Like it or not, the transition to online education looks likely to be a long-term trend
As a novice salesperson I was always taught that ‘people buy from people’ and I think this adage can also be applied to education in that ‘people learn from people’. Resistance from both educators and learners alike to the adoption of online learning has always been high and has limited many an attempt to digitise workplace learning over the last two or three decades. The classic technology adoption curve (Rogers et al, 1957) for core digital learning technologies, such as eLearning and virtual classrooms, has always been challenged by these user perceptions and preferences.
That is not to say that the use of eLearning was declining in recent history and its market size surpassed $250 billion in 2020. However, it is fair to say that, for a great many businesses, eLearning was often, just one, less-liked, element of the L&D mix, rather than the primary mode of learning delivery.
Along comes a global crisis (COVID) and pretty much literally ‘overnight’ learner preferences go straight out of the window, necessity becomes the mother of invention, and digitally-enabled learning takes centre stage.
Now, of course, in such a crisis, education was not the immediate, highest priority for most businesses. Transitioning critical day-to-day operations to remote activities and retaining revenue streams were the priorities. Yet, once the immediate operational challenges were adequately addressed, organisations quickly recognised the criticality of re-skilling their people to these new ways of working and digital learning was the only possible way forward for most organisations.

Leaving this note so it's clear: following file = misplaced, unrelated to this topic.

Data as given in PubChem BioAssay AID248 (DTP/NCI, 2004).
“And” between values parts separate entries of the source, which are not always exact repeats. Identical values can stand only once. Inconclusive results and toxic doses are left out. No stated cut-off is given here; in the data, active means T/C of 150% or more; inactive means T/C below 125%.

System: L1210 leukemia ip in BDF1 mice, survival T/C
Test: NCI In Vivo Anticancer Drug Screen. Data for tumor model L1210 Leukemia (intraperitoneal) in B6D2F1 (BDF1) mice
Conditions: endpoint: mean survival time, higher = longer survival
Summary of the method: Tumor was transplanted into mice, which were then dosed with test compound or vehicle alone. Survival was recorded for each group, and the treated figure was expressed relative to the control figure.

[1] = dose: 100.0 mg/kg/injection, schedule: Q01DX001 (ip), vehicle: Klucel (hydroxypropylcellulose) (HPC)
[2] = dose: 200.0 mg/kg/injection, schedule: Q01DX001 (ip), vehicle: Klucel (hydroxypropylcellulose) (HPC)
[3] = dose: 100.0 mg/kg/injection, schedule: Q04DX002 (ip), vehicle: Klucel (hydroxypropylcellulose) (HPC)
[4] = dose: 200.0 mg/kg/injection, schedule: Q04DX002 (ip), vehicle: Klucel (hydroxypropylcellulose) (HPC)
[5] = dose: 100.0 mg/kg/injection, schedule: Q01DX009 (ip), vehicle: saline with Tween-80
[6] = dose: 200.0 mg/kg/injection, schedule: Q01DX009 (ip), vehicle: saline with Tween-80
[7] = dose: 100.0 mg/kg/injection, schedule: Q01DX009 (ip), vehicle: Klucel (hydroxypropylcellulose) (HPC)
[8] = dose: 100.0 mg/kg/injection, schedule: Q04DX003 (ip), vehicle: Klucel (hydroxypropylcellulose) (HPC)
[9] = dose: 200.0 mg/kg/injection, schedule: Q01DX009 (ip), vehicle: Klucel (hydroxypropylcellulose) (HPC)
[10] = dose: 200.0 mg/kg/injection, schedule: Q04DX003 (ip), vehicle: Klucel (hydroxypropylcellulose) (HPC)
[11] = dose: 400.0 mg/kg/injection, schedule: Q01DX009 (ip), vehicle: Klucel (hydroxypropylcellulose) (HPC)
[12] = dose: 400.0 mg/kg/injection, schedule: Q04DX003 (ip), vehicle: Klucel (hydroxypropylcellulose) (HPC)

What were the outcomes? Not that bad at all it seems, based on a range of sentiment surveys that have now been published. A UK L&D sentiment survey  concluded that 78% of people believe that online learning will give more access to quality formal education. An India based survey suggest that organisations believe that virtual learning will make up at least 40% of their future learning structure, and some respondents put this as high as 90% . During the COVID pandemic a staggering 98% of organisations used some form of virtual learning and 59% of L&D teams are spending more on online learning now .
It also seems that this forced and rapid transition into digital learning has generated new terms to describe the differing ways that educationalists combine learning delivery modes. I am sure we are all familiar with the term ‘blended learning’ [a mix of online and classroom delivery] as well as ‘synchronous learning’ [involving immediate interaction with the educator] and ‘asynchronous learning’ [no direct connection with an educator in the moment of learning]. Who has heard of ‘bichronous learning’? This is a new term that has been formulated to describe learning models that utilise several different online delivery models. Whilst I can understand the distinction, I have to say that my use of the term ‘blended’ has never been as specific as the definition I have ascribed to it above and has assumed it applied to the use of any two or more delivery methods. The positive takeaway for me, is that the emergence of new terminology indicates a mainstreaming of the associated concepts or approaches and is further evidence that digital learning has now finally become an accepted and acceptable part of everyday workplace learning.
Personally, I think the digital transformation of workplace learning is, for the most part, a good thing in that will better support organisations to reskill and build new capability in the workplace to enable their people to transition and develop to fulfil the changing demands for knowledge and manual based workers alike. What I think will be a shame is if the face of academic study in the further and higher education sector takes the same path. I believe that such studies are more than a purely academic endeavour for the student and offer a range of character-building experiences that are unparalleled in a purely digital environment.
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